Programming homework between classes used to mean “bring your charger.” Used to.
As a consequence of getting eaten alive by a pair of programming-intensive projects, I’ve been spending a large amount of time with the infamous Matlab: linear algebra crutch and resource hog extraordinaire. And while I used to always bring a charger with me when I went to work in my PhD candidate friend’s office, I discovered that Remote Desktop Connection (RDC) is a surprisingly usable alternative to local coding that can significantly boost my endurance away from a wall outlet.
Despite turning my Macbook Pro into an expensive thin client requiring a steady trickle of Wi-Fi to run, RDC has proven to be an efficient way to access the software suite of CAEN’s Virtual Sites (U of M’s IT thingy). On campus, the network latency between the remote desktop and my local router is less than a millisecond (measured in the library). At my apartment, the ping goes up to 25 ms, which is still quite snappy. For text-based applications, this is perfectly usable. Even animations will be displayed reasonably well. I would avoid using Solidworks, however.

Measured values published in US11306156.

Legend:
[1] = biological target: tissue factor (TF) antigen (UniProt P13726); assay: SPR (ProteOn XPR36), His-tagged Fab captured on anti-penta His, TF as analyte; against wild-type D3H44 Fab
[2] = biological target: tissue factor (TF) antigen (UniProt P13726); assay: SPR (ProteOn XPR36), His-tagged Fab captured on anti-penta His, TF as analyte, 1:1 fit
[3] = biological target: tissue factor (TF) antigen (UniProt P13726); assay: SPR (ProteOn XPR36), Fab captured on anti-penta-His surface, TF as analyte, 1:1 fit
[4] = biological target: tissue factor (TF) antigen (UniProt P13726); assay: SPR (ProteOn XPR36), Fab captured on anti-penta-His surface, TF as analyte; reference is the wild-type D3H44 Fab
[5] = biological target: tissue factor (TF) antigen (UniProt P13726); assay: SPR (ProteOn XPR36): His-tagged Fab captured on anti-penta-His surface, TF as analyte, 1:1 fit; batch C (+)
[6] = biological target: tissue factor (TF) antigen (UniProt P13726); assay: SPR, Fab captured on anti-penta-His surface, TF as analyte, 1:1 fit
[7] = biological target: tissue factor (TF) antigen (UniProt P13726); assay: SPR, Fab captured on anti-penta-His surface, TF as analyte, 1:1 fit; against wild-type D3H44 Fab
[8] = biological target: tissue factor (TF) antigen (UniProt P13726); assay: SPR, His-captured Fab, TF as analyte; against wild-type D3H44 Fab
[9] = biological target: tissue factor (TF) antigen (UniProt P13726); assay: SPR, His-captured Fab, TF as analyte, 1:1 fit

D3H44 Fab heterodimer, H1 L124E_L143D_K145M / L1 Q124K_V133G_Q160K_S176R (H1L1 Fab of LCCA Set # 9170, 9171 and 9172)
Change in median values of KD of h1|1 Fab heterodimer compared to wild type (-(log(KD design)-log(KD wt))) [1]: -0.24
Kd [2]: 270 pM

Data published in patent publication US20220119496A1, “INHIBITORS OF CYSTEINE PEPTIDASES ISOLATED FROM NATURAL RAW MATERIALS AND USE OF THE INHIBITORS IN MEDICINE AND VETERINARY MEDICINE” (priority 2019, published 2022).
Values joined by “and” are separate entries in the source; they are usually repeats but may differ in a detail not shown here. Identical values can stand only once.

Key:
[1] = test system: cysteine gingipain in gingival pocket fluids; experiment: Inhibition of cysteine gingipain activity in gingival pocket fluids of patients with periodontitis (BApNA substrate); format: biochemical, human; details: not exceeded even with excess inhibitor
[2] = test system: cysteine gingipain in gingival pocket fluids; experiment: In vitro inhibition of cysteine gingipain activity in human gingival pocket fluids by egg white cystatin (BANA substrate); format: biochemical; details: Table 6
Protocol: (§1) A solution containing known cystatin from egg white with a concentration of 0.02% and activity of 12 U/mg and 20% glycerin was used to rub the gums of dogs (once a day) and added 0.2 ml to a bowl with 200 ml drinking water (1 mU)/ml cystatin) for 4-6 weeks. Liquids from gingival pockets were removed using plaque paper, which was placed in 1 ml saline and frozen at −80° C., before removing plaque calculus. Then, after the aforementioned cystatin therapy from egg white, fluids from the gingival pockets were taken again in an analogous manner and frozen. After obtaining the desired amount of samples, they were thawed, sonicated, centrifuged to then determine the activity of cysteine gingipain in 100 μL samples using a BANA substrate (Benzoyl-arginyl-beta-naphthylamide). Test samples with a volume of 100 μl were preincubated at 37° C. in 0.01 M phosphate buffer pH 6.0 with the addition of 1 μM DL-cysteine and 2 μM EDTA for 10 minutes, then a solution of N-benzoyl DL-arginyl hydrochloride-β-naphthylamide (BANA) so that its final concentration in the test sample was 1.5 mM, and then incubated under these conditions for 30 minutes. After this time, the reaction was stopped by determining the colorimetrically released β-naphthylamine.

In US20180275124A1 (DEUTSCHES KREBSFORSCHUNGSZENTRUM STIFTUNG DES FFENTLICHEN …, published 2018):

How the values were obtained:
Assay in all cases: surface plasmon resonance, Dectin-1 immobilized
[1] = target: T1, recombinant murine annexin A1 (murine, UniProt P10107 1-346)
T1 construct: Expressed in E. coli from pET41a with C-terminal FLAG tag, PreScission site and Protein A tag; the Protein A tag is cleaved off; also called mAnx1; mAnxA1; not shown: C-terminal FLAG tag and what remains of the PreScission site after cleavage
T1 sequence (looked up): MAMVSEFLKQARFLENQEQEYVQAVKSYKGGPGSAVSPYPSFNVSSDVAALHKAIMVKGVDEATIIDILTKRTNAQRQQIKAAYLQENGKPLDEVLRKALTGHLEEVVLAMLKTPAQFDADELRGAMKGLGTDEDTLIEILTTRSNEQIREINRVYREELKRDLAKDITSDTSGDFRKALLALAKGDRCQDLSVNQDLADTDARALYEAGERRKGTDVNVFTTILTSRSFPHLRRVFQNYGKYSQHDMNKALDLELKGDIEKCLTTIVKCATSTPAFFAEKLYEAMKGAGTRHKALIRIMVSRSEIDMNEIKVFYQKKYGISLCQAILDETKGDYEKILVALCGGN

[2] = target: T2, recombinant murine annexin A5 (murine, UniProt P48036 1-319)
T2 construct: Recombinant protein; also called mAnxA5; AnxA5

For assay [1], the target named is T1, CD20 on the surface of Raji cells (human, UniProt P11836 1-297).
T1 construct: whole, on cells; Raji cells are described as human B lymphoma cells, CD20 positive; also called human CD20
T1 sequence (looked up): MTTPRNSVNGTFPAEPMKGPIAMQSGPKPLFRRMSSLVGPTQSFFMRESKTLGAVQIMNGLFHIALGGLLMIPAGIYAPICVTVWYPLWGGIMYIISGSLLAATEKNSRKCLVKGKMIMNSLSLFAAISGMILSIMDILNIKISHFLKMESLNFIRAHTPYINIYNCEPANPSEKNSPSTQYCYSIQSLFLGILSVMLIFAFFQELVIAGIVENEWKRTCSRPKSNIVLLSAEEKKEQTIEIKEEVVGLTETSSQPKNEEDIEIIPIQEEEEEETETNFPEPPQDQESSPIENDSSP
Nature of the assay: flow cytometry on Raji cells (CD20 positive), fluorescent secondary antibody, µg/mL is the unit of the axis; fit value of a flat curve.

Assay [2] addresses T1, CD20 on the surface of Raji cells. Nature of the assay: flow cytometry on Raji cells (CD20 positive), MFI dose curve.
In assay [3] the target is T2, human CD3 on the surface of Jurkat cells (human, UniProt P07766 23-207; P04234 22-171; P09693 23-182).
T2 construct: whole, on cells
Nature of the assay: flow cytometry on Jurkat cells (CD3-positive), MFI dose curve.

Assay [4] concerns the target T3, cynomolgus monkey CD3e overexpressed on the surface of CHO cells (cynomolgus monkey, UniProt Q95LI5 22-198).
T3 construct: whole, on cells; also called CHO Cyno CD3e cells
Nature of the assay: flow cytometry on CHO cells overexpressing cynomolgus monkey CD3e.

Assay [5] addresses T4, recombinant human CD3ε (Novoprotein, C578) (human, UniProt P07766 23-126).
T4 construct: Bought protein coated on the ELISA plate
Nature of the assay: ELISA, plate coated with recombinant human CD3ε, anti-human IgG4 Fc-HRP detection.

RDC is very intelligent about screen refreshing, and the compression it uses is both crisp and light on the network. For a 1440×900 display with a single column of scrolling text, I measured about 15 kB/s being streamed to my computer. It dropped to about 3 when the output paused, which I was impressed with. This is vastly superior to a solution like LogMeIn, which is routed through potentially distant servers. RDC also doesn’t run on top of a browser, which makes it that much lighter. Microsoft’s done a good job of optimizing the program.
Running RDC at half brightness brings my Mac’s battery life pretty much back up to 100% of it’s rated endurance on Wi-Fi. And that’s also impressive, considering I installed a secondary 7200 RPM hard drive in my machine. Extrapolating from multiple days of programming, expected battery life for programming remotely is about 6 hours.
It’s somewhat unfortunate that I only discovered the utility of RDC and remote computing as my time at Michigan’s drawing to an end. But I think it’s an interesting thing to learn nonetheless. One of my IT friends thinks I’m a noob for discovering this now, but no one ever showed me how slick this system is… T_T